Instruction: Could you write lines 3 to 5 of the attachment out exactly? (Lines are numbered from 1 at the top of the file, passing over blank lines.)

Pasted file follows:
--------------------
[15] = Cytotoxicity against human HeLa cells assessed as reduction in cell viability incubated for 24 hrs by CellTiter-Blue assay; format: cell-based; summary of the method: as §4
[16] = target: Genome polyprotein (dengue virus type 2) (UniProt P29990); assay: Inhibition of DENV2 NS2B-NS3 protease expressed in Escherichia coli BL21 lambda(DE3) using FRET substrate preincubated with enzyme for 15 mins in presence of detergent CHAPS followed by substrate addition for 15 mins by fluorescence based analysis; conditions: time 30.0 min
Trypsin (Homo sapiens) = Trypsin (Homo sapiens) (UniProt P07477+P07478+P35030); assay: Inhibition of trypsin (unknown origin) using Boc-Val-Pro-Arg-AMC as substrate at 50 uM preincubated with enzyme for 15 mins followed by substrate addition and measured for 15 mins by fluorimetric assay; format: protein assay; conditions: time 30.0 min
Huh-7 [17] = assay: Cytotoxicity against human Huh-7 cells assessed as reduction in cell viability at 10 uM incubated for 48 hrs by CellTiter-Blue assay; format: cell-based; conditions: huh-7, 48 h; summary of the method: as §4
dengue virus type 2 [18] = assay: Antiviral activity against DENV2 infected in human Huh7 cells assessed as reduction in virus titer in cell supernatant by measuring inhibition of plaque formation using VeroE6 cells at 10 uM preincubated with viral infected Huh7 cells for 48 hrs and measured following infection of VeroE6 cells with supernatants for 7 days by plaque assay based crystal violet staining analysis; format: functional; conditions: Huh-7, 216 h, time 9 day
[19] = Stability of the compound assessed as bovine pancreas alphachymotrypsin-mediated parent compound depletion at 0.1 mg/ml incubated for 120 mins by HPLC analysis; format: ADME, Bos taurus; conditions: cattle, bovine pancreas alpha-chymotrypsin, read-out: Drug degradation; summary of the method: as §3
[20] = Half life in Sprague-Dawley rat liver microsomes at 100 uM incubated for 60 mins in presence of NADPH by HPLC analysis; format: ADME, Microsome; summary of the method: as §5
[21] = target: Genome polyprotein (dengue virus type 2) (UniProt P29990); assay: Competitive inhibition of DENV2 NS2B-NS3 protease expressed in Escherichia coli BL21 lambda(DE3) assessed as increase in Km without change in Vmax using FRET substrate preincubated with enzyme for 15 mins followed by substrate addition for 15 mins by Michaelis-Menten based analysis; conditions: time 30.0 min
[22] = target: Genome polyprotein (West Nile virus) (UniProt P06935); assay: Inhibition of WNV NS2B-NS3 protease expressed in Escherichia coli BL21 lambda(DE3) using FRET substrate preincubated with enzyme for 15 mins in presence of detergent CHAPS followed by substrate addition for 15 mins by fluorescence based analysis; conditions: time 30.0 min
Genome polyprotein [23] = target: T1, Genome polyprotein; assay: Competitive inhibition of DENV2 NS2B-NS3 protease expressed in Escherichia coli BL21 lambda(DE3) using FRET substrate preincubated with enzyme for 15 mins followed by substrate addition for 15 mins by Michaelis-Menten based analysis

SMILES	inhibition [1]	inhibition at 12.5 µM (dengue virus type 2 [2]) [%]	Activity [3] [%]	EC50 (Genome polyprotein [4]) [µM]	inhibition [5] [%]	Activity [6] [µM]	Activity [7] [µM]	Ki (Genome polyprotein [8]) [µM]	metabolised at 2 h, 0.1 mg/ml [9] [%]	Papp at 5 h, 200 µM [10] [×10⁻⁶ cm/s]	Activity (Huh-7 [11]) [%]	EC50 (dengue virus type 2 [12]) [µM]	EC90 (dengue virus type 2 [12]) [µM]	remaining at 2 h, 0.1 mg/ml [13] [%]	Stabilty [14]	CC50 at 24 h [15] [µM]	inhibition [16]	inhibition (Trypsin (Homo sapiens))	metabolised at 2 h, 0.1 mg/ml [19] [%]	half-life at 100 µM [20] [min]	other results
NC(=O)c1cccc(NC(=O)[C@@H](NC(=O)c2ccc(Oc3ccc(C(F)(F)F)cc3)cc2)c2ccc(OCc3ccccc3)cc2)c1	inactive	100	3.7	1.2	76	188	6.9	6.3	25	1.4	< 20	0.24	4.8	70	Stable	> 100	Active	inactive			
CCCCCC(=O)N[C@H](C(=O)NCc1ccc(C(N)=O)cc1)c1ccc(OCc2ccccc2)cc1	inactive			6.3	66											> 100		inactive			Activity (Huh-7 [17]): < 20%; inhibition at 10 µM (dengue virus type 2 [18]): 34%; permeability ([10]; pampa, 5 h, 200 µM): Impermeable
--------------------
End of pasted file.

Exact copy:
Trypsin (Homo sapiens) = Trypsin (Homo sapiens) (UniProt P07477+P07478+P35030); assay: Inhibition of trypsin (unknown origin) using Boc-Val-Pro-Arg-AMC as substrate at 50 uM preincubated with enzyme for 15 mins followed by substrate addition and measured for 15 mins by fluorimetric assay; format: protein assay; conditions: time 30.0 min
Huh-7 [17] = assay: Cytotoxicity against human Huh-7 cells assessed as reduction in cell viability at 10 uM incubated for 48 hrs by CellTiter-Blue assay; format: cell-based; conditions: huh-7, 48 h; summary of the method: as §4
dengue virus type 2 [18] = assay: Antiviral activity against DENV2 infected in human Huh7 cells assessed as reduction in virus titer in cell supernatant by measuring inhibition of plaque formation using VeroE6 cells at 10 uM preincubated with viral infected Huh7 cells for 48 hrs and measured following infection of VeroE6 cells with supernatants for 7 days by plaque assay based crystal violet staining analysis; format: functional; conditions: Huh-7, 216 h, time 9 day